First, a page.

549. In 2014, the Rural Affairs, Climate Change and Environment Committee noted the restrictiveness of the 60-day deadline for completion of Parliamentary scrutiny, as set out in the 2009 Act, noting this could only be amended through primary legislation.440 Stakeholders, including the Committee on Climate Change441, told the Environment, Climate Change and Land Reform Committee it would be “sensible”442 for this period to be extended to allow for further stakeholder engagement.443

550. The Committee recommends the Scottish Government review the time available for parliamentary scrutiny and use the opportunity afforded by the forthcoming Climate Change Bill to either remove the fixed period or extend the current 60-day restriction. The Committee would welcome further discussion with parliamentary committees and the Scottish Government on this issue in advance of the introduction of the forthcoming Climate Change Bill.

Budget

551. Several written submissions highlighted the issue of the budget, noting the lack of costs and associated budget lines, stating funding for climate change across the Scottish Government budget needed to be clearer.

552. The Committee has in the Monitoring and Evaluation: Structure of the Final Climate Change Plan commented on the need for each policy and proposal to include costed information. It also noted in the Monitoring and Evaluation: Progress Reporting: Timing section that publication of the draft budget was a key concern in producing annual monitoring summary reports.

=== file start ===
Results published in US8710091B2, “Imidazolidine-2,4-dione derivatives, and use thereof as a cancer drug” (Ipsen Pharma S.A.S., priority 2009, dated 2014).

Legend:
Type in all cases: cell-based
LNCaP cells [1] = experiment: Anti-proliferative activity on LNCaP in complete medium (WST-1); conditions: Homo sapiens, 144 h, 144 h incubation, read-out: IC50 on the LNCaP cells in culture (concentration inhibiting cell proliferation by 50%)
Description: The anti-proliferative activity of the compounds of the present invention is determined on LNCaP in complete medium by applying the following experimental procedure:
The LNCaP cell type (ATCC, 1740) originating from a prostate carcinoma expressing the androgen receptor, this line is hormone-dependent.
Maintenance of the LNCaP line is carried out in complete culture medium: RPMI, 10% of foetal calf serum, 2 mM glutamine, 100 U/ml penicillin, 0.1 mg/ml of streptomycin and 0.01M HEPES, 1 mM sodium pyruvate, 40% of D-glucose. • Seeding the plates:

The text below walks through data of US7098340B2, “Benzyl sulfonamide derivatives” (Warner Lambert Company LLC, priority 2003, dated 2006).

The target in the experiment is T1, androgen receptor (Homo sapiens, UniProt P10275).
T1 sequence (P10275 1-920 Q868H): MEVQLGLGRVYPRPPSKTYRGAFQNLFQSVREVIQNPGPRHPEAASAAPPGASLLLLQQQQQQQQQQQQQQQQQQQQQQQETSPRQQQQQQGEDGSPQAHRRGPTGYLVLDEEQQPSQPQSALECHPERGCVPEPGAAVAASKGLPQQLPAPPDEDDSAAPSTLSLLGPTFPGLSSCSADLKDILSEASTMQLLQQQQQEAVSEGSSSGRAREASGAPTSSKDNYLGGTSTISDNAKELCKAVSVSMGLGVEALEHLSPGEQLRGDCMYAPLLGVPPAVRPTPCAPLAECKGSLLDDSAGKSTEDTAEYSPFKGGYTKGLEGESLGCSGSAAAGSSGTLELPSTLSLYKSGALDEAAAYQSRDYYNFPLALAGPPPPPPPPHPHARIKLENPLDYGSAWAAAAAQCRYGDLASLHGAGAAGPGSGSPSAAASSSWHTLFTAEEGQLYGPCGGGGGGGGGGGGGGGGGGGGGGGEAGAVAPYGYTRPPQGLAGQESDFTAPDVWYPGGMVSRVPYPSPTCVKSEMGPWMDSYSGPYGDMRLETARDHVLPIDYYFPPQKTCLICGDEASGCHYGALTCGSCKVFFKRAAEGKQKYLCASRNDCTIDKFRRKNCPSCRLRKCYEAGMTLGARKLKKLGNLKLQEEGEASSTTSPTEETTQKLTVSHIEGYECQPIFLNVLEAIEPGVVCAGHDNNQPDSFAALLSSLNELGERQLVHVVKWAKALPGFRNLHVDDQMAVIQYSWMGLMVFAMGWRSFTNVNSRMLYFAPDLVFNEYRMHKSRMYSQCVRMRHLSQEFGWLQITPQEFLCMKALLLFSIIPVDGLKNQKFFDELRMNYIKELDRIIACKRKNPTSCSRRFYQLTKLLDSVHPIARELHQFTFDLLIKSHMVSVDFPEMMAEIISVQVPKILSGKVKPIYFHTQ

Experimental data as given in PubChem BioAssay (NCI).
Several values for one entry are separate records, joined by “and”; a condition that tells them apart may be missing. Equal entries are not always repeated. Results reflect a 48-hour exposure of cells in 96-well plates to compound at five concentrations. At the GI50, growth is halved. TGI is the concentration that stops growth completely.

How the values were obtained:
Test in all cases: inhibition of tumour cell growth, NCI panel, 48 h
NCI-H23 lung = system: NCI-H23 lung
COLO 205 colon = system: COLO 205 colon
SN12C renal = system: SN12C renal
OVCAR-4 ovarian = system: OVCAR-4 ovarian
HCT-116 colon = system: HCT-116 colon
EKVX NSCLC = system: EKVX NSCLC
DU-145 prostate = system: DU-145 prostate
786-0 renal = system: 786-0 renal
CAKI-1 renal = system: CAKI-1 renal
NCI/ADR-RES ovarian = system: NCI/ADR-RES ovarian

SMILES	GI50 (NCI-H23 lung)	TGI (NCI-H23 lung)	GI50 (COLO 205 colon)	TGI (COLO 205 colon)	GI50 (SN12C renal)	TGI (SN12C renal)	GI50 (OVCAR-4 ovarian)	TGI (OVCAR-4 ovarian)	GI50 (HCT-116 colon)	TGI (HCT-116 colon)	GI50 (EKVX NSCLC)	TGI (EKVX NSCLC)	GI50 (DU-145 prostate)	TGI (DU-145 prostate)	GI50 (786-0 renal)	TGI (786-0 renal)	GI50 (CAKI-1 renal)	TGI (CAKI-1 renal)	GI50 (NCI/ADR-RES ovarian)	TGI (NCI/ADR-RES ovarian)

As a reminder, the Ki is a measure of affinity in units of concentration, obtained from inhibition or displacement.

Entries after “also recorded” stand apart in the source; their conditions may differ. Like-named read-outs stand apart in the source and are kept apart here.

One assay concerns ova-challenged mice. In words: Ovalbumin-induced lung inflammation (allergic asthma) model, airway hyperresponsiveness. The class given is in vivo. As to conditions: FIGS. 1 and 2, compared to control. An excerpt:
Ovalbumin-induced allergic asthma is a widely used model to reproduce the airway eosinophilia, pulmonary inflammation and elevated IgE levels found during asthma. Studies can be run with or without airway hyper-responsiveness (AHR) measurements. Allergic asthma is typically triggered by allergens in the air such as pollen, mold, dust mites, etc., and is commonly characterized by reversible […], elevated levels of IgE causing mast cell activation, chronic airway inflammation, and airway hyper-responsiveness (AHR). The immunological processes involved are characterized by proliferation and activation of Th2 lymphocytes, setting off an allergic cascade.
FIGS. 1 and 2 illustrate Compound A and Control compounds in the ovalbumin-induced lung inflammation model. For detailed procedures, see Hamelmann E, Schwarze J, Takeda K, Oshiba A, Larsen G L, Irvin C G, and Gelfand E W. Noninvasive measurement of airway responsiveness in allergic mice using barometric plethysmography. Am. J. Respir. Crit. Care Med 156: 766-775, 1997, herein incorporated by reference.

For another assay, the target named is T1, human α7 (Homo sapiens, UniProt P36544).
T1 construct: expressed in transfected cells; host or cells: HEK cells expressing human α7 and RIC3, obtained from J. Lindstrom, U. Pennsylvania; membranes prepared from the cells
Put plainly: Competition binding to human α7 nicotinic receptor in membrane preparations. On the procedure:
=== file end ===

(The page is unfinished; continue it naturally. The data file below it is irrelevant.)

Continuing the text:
553. The Committee considers the issue of climate change should be more firmly embedded in the draft budget and recommends the Scottish Government include detail of how this information will be included in future budgets in the final Climate Change Plan.

Accessibility

554. As highlighted in the Sectors: Agriculture: compulsory soil testing: support for compulsory soil testing and the Development of the draft Climate Change Plan – the approach: TIMES – Development of the carbon envelopes: different modelling frameworks for different sectors sections of this report, the Committee has on two occasions had to pursue information vital to the consideration of the draft Plan. The Committee considers this requirement would have been negated had the information and language in the original draft Plan been clearer, comprehensive and transparent surrounding what was included in the draft Plan and why certain decisions had been taken.

555. If it is the intention this Plan is to be capable of being “owned”444 by the people of Scotland, the Committee recommends the Scottish Government should consider accessibility issues and avoid elaborate or complicated language where plainer text would have sufficed in the final Climate Change Plan.